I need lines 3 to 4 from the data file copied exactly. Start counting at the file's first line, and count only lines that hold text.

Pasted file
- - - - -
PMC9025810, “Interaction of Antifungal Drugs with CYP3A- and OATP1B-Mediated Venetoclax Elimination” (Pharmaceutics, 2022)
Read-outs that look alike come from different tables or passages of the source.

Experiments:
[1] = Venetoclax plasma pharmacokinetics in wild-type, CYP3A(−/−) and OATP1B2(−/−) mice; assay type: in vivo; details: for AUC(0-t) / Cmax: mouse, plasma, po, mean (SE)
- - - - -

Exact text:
Experiments:
[1] = Venetoclax plasma pharmacokinetics in wild-type, CYP3A(−/−) and OATP1B2(−/−) mice; assay type: in vivo; details: for AUC(0-t) / Cmax: mouse, plasma, po, mean (SE)